Gear4music

Multiple UK lockdowns have also been kind to online musical instrument seller Gear4music (LSE: G4M). Over the last year, the share price has leapt 225%! The question now is whether this momentum can be sustained after the company reports to the market on 22 June.

Like Halfords, Gear4music faces some tough comparisons going forward. While playing music can be a lifelong pursuit, one has to wonder whether people have all the guitars, drums and trumpets they need for now. G4M’s small-cap status also means it’s more susceptible to big share price moves compared to the average FTSE 100 juggernaut. If investors get nervous, the party could be (temporarily) over.

But the long-term growth prospects are surely excellent thanks to the gradual reduction of independent musical instrument retailers on the high street. For this reason, I’d be happy to hold this UK share. If the shares fall back next month, I’d back up the truck and buy too.

Should you invest, the value of your investment may rise or fall and your capital is at risk. Before investing, your individual circumstances should be assessed. Consider taking independent financial advice.

Paul Summers has no position in any of the shares mentioned. The Motley Fool UK has no position in any of the shares mentioned. Views expressed on the companies mentioned in this article are those of the writer and therefore may differ from the official recommendations we make in our subscription services such as Share Advisor, Hidden Winners and Pro. Here at The Motley Fool we believe that considering a diverse range of insights makes us better investors.

More on Investing Articles

Investing Articles

7%+ dividend yields! Here are 2 of the best UK shares to consider buying in June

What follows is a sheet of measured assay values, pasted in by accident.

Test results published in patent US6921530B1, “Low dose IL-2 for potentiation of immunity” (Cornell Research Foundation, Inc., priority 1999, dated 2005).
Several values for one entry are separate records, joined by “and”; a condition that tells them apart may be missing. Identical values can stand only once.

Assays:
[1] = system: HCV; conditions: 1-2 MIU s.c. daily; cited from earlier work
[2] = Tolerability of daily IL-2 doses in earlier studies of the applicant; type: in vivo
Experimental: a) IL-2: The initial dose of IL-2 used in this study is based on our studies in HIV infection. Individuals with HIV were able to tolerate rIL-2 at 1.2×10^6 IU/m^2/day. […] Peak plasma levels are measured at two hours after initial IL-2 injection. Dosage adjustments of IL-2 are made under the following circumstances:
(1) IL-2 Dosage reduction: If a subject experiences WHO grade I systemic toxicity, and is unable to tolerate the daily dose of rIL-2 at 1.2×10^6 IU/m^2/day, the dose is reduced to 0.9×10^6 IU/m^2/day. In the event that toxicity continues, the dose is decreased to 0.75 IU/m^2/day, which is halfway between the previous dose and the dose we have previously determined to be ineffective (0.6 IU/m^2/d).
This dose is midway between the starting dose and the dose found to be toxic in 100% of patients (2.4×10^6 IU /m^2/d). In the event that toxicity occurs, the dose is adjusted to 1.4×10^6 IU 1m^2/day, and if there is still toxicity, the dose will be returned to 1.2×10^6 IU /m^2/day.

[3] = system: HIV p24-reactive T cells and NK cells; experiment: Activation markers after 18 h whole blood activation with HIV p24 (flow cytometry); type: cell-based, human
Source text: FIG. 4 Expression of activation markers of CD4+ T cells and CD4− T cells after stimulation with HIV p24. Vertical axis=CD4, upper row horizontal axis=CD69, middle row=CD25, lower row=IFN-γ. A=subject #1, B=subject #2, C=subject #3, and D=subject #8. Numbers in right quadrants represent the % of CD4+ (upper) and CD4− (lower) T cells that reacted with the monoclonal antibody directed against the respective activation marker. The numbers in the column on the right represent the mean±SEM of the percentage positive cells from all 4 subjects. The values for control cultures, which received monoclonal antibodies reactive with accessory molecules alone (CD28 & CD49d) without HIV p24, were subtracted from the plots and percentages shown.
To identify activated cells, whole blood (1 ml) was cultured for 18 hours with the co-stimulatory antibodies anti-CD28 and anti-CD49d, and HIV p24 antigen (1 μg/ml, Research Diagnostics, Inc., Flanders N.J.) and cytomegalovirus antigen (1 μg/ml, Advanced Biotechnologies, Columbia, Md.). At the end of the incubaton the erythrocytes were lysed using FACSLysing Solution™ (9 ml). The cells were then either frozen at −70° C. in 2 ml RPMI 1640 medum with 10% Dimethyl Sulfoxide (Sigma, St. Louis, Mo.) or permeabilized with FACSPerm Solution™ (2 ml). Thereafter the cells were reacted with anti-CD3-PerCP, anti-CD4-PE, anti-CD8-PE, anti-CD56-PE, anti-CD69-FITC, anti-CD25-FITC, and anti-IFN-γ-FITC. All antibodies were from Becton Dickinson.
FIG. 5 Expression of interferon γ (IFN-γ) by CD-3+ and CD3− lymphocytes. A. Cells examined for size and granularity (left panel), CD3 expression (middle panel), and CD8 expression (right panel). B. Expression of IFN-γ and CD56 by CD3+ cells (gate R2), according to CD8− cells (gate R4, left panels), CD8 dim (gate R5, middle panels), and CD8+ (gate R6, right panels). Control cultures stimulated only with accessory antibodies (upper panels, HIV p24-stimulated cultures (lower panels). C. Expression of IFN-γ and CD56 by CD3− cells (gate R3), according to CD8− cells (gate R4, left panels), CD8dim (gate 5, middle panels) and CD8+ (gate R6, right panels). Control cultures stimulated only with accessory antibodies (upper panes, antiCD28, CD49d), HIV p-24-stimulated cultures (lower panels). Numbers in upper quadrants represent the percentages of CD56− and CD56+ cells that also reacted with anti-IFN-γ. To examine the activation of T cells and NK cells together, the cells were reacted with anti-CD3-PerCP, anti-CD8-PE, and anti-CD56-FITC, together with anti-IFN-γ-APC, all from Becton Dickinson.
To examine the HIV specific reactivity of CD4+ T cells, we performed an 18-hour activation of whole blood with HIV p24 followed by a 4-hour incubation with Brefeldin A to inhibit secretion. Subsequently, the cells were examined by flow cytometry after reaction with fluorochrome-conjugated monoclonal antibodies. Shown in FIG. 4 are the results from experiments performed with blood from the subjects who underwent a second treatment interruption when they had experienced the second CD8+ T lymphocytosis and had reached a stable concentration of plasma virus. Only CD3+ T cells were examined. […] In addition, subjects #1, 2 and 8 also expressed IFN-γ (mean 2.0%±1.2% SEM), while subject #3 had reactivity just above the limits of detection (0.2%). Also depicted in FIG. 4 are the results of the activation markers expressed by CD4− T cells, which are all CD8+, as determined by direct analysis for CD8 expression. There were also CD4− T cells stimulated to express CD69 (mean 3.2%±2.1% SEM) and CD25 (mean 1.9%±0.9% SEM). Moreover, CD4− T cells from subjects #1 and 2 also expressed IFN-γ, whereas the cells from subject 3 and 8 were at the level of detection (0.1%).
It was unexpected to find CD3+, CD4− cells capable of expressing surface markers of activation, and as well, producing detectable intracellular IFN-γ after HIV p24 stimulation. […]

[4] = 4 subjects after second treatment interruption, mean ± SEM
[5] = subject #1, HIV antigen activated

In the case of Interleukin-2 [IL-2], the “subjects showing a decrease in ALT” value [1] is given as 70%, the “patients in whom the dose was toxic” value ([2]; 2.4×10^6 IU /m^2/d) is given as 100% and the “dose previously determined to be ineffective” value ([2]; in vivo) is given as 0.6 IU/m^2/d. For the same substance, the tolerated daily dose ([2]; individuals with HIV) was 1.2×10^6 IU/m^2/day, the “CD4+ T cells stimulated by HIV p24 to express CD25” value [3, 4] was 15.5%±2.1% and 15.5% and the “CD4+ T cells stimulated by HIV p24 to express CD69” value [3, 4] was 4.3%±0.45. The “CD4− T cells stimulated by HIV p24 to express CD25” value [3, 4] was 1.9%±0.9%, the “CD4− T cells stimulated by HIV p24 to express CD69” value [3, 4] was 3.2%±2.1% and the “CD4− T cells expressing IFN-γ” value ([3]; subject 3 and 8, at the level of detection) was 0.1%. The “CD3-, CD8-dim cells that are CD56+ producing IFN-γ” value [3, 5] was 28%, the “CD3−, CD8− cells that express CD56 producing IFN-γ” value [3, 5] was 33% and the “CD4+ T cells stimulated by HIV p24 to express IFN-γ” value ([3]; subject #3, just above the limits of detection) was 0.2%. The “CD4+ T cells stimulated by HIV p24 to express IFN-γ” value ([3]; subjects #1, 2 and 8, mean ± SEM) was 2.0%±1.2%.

This Fool has been searching for UK shares with the best dividend yields. Here are two he thinks investors should…

Read more »

Investing Articles

5 FTSE 100 shares to consider buying for passive income right now

The FTSE 100 is having its best start to the year for ages, and that's pushing the top dividend yields…

Read more »

Investing Articles

One overlooked cheap share to tap into the year’s hottest theme?

This Fool describes the key things to think about when investing in copper stocks and analyses one cheap share to…

Read more »

Investing Articles

A cheap FTSE 100 stock that’s ready for a dividend hike in 2024

This banking giant is one of the FTSE 100's greatest dividend stocks. And at current prices, our writer Royston Wild…

Read more »

Growth Shares

Is the BP share price set to soar after Michael Burry invests in the firm?

Jon Smith takes note of a recent purchase from the famous investor behind The Big Short and explains his view…

Read more »

Person holding magnifying glass over important document, reading the small print
Investing Articles

I’d focus on Kingfisher now after the Q1 report leaves the share price unmoved

With the share price near 262p, is the FTSE 100’s Kingfisher a decent investment now for dividends and business recovery?

Read more »

Smart young brown businesswoman working from home on a laptop
Investing Articles

£500 buys me 493 shares in this 7.4% yielding dividend stock!

The renewable energy sector remains out of favour. As a result, there are some high-yielders around, including this dividend stock.

Read more »

Road trip. Father and son travelling together by car
Investing Articles

If I’d put £10k into Tesla stock 2 years ago, here’s what I’d have now

Tesla stock has fallen in the past few years. But the valuation looks temptingly low now, as we approach a…

Read more »